A lot of people do drive scooters without the proper papers. The police in Bali do regular spot checks to catch people breaking the law. If you do drive without a license you will be taken to the police station and have to pay the proper fine for breaking the law you’ll probably have to bribe the policeman.
I don’t suggest you pay a bribe, that would be illegal. But just to give you an idea, the standard underhand payment for driving without an international license is somewhere between Rp 50,000 – Rp 200,000. Don’t be fooled into paying more than that.
Meeting Other Digital Nomads in Bali
Bali is a great place for networking as a digital nomad. It’s easy to join a tribe and make some great friends. The obvious place to start meeting people is by visiting some of the co-working spaces around the island. Tech In Asia has a nice article covering the best co-working spaces I suggest you check out.
The co-working spaces in Bali are pretty expensive. For around Rp 200,000 a day you get access to a nice working area, good Wi-Fi and some pretty bad coffee. To put it in perspective, you can go to a cafe for a day with a nice ambience, get a tasty coffee and free Wi-Fi for Rp 30,000.
What you’re really paying for is the company. The co-working space is a place to network, meet fellow freelancers and business owners and create opportunities for yourself. For this reason I’d recommend you either pay for a whole month access at the start, or just drop in once a week or so to network and meet people.
Drugs and Other Funny Business
What you do in your spare time is your business. If you like to smoke a spliff in the evening to relax or pop a pill in a club on the weekend that’s fine. In Europe, North America and Australia the most the police are likely to do for possession is send you to the cells for the night.
In Indonesia you’re looking at five years in jail as standard. That’s five years in a shitty cell you’re never going to get back. So my advice, while in Indonesia, put the drugs on hold. You can enjoy a smoke and pop some pills and put whatever you want up your nose as soon as you leave the country.
Broke Down Palace and Return to Paradise come to mind, so evaluate your risks carefully. Read our site policies, because you agree to them by visiting Hobo with a Laptop. Back to you, Nico – Mike
A Few Local Tips
What’s a good guide about a place without a few personal recommendations? In no particular order, here are a few of my favourite things about Bali.
One of my favourite local places to eat around Ubud is Warung Bahagia. It’s a street side food stall at the bottom end of town. You’d skip it if you’d never heard about it, which is a crime. The place serves some of the best Nasi Campur in Bali and the owner is a great guy.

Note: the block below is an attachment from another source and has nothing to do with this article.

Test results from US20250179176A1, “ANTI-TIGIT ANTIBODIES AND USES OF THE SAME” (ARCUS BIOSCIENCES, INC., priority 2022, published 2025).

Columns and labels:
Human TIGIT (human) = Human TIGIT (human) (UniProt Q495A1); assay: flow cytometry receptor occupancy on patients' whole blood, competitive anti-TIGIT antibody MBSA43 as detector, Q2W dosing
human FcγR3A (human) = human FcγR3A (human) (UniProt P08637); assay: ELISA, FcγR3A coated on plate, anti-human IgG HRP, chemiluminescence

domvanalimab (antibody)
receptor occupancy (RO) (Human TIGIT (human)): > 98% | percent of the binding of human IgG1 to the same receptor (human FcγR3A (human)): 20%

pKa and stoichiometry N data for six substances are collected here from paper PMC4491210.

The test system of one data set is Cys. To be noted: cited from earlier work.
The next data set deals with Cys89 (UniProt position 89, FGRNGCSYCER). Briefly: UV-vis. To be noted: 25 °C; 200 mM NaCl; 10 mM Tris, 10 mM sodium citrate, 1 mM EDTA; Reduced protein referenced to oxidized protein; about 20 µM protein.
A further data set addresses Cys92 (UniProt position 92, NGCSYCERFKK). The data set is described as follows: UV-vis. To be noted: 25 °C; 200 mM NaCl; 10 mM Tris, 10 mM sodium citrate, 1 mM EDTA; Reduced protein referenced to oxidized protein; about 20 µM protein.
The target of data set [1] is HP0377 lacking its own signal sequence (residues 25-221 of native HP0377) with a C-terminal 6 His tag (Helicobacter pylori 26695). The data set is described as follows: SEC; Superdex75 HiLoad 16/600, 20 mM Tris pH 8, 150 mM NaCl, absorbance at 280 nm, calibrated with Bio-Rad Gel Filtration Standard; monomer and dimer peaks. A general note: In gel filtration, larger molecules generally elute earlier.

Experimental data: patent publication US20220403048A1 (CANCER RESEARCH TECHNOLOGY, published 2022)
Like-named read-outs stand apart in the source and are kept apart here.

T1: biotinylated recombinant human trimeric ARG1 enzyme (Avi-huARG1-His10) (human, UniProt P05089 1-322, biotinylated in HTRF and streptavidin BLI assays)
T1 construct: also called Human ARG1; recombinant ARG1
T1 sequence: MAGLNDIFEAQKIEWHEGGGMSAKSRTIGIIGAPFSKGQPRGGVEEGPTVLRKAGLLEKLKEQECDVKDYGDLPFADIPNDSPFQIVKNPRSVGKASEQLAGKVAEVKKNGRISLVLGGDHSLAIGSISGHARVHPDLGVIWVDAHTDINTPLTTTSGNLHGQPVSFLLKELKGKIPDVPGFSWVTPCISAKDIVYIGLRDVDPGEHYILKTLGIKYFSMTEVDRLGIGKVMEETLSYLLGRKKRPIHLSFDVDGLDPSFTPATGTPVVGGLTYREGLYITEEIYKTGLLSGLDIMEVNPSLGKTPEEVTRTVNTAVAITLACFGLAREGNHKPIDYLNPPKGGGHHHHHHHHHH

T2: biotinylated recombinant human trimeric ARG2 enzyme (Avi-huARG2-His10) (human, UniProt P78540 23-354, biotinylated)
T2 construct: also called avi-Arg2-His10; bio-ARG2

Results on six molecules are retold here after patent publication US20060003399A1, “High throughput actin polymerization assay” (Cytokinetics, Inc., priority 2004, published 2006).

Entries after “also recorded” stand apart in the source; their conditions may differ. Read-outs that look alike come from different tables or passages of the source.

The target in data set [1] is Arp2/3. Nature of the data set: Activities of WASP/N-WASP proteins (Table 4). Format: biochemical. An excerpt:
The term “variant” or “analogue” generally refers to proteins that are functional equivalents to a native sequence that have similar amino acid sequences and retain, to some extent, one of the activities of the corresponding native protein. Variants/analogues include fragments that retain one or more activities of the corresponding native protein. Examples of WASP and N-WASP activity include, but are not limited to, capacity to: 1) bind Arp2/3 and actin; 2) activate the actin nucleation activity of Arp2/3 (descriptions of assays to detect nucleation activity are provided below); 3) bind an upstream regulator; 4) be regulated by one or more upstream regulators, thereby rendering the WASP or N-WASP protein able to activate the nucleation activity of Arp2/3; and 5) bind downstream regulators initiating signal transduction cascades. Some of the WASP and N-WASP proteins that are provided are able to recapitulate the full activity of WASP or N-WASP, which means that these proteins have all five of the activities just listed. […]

If you’re into culture, just outside of Ubud is a little temple called Gunung Kawi Sebatu. It’s a water temple with a couple of huge ponds and some pools where you can swim. The place is beautiful and normally almost empty. Check it out, you’ll like it.
For a good continental breakfast head over to Mr. Spoon. It’s a chain of French style patisserie and coffee shops. I like the one in Canggu, though the Internet there is really hit and miss. Make sure to try out some of their chocolate tarts.
If you get the chance to see a Royal Balinese funeral in Ubud take it! I’ve been lucky enough to see two of them and they were incredible spectacles. The funerals showcase so much of what makes the culture of Bali unique and special.
Looking for the in spot? Head over to Mrs. Sippy. It’s got that Instagrammable vibe. It gets busy from the late afternoon into the early evening. They have a great pool that you can use. It’s the perfect place to enjoy the tropical island holiday feeling.
Finally if you’re looking for some easy holiday presents for family head over to Anomali. It’s an Indonesian chain of coffee shops. They serve a mean single source Toraja. I always buy a few packs for family and friends when I’m coming back from Indonesia. It’s a no brainer present.
I spent a year living in Bali and thoroughly enjoyed myself. The weather is great, there’s plenty of surf, good coffee shops and a nice international crowd of people to meet. Basically it has that perfect mix of weather, culture, fun and networking opportunities for a digital nomad.
I’ve tried to cover the things I would like to have known about Bali before I moved there. But this is an article and not a book, so I’m obviously missing stuff.
If you have any questions about Bali hit me up in the comments below and I’ll try my best to answer your questions.